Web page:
How a Special Olympics Event Made Waiting Fun

people walking around space at special olympics healthy athlete experience

No one ever said waiting in line was supposed to be fun and welcoming, but a production company recently partnered with the Special Olympics USA Games to challenge the way attendees queue up.

In November 2022, edgefactory, a full-service media production company, partnered with the Special Olympics Healthy Athlete Experience in Orlando, Florida, to host and give free health screenings to 12,000 athletes over a seven-day period with the help of 600 doctors. Although many believe those with intellectual disabilities have similar or better access to healthcare, many struggle to access the medical care they need.

What transpired was an example of how design and technology can make even an event as large this one a simple, accessible and entertaining process.

Cue Up the Entertainment

The creation of the event’s multiscreen queue system, using a combination of digital signage on screens, physical signage in the form of colored decals, and audiovisual cues, navigation though the venue was made easy. Screenings were offered in eight categories, such as optometry, podiatry, emotional health and dentistry. When an athlete’s turn was up, a number was displayed on screen, accompanied by a color and icon that symbolized the type of exam underway.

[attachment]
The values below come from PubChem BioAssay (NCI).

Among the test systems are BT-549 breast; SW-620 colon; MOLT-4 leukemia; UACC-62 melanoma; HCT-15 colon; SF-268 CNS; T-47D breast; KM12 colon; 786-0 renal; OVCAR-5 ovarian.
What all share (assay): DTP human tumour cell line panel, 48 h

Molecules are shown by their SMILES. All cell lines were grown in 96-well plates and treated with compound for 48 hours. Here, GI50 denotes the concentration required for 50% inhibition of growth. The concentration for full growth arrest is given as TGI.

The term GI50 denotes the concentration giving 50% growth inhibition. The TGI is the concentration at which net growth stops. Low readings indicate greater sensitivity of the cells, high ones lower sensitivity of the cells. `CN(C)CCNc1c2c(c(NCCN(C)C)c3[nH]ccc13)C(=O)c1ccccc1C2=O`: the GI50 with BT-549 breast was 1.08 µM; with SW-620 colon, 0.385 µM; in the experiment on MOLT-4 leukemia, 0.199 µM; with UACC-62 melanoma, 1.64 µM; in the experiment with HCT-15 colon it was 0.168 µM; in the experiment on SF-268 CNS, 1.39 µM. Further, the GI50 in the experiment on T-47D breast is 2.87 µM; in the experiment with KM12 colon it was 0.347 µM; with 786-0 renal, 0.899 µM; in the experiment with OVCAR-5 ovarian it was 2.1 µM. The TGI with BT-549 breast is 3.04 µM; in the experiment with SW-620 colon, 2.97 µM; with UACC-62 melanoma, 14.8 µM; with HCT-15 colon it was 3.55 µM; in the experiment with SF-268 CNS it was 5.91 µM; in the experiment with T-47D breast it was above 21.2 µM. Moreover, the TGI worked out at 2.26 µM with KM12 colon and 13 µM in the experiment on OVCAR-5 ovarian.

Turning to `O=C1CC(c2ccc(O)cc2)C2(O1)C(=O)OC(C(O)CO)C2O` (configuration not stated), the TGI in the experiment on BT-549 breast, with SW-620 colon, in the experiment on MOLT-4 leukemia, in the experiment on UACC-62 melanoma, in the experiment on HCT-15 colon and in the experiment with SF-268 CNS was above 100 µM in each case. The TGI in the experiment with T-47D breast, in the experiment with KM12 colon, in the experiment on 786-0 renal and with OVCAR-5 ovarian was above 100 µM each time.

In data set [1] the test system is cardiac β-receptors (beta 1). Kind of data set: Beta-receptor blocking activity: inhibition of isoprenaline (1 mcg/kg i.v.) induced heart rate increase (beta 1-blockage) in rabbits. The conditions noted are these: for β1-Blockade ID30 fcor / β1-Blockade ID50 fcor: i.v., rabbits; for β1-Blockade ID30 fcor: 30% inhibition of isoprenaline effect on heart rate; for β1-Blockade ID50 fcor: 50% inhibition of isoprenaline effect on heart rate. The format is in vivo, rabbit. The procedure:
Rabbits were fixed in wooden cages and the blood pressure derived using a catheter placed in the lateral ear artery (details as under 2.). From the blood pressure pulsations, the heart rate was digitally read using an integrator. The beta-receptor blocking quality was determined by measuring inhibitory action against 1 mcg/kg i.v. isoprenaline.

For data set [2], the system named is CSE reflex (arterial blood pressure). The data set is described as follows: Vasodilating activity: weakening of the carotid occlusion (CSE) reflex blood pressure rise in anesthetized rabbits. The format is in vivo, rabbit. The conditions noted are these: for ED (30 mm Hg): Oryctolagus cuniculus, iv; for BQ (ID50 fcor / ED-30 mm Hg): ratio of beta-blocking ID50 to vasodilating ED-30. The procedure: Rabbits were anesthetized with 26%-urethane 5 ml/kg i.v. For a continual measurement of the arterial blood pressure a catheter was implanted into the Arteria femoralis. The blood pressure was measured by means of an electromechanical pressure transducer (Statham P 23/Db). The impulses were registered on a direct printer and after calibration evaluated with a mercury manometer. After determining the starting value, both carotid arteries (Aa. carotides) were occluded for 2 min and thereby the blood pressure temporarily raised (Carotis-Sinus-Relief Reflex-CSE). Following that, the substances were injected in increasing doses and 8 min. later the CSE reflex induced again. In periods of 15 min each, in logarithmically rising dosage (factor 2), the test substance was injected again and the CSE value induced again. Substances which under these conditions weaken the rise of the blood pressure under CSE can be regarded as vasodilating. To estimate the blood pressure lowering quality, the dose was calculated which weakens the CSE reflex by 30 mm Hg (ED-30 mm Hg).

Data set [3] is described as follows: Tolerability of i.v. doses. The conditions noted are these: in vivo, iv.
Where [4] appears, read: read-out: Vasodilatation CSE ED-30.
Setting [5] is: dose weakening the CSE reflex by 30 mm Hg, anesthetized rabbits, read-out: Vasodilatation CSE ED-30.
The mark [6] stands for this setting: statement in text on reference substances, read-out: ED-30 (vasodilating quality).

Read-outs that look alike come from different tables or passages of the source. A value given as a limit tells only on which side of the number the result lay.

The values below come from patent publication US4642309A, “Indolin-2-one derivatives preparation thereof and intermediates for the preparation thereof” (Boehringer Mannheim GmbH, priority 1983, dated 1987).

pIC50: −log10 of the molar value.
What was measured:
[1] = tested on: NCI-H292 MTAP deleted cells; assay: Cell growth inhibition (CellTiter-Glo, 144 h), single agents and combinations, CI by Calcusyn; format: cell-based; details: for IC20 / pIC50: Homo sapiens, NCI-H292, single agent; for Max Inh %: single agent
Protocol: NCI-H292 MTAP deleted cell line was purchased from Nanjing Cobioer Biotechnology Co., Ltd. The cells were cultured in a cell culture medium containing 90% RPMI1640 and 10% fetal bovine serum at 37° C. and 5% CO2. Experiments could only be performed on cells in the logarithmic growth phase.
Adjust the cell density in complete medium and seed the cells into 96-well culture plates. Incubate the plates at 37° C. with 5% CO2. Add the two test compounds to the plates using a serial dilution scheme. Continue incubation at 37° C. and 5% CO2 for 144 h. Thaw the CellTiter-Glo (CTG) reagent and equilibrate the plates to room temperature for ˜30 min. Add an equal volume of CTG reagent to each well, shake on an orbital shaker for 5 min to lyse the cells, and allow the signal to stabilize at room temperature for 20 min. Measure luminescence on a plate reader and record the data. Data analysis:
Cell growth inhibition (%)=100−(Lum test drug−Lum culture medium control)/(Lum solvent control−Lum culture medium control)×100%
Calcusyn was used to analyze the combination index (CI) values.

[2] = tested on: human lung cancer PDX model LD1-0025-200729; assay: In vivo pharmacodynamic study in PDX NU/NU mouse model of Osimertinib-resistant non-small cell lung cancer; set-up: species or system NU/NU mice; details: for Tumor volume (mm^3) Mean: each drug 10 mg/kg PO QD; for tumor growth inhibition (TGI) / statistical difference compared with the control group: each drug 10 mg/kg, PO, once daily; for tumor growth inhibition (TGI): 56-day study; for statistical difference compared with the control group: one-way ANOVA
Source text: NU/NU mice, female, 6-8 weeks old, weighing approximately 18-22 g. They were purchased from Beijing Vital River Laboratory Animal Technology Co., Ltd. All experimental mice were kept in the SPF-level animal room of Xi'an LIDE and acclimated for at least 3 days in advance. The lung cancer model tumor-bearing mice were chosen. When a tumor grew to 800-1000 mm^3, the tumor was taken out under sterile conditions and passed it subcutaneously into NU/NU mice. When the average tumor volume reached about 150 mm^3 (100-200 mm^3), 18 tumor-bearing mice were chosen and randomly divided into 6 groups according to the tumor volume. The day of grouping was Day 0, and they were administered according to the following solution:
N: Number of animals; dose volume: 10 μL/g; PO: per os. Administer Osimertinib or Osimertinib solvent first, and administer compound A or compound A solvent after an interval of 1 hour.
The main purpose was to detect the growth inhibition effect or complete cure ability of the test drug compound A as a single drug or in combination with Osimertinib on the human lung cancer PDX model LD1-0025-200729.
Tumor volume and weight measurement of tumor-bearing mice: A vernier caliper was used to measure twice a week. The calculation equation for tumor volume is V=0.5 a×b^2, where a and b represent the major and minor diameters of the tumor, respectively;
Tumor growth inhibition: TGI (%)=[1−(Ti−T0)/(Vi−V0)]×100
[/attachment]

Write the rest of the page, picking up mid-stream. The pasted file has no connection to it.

control room at special olympics usa games

To keep the energy up, edgefactory produced its own channel that displayed health, sports and fitness content on TVs around the space, with music playing during the whole event.

Edgefactory partnered with Qmatic to design the queue system, something that Brian Cole, CEO of edgefactory, says was beyond their scope with such a large number of attendees. “Together we were able to turn a typically tedious experience into a streamlined process,” he says. “Sometimes it’s necessary to take what is not working and find a tool, and then make that tool part of the show. Make it seamless.”

“Athletes enjoyed engaging with the video content streaming throughout the event, and the clarity and simplicity of the queue system kept stress levels down,” Cole says. “The Special Olympics USA Game organizers were extremely happy with the outcome of the digital elements of the queue system.”

Lessons Learned

Although many planners work on events of a smaller scale, there are still lessons one can take from this. “Plan plan plan,” Cole says. “Whether it’s a big show or a small one, having an accurate understanding of your attendees needs, and not just meeting them but going above and beyond, will help facilitate a more positive event experience.”

Cole says that while planners don’t need to go to the extent of making a customized queue system in the name of accessibility, what they can consider is how to incorporate accessible elements in other ways. “Even if only one attendee needs accommodations, you should always go the extra mile to ensure that everyone can experience the event, and that the content being shown enhances not hinders the experience.

“Even on a smaller scale, like a 500-person event, there are always opportunities to enhance experiences with well-thought-out content. There’s nothing more frustrating for an attendee than having to wait around, no matter the size of an event. You want to constantly fuel an engaging atmosphere. If you are checking in attendees on the first day of a smaller event, you can still set up signage and TVs with custom content to pump up and engage the audience for the rest of the event.”

 

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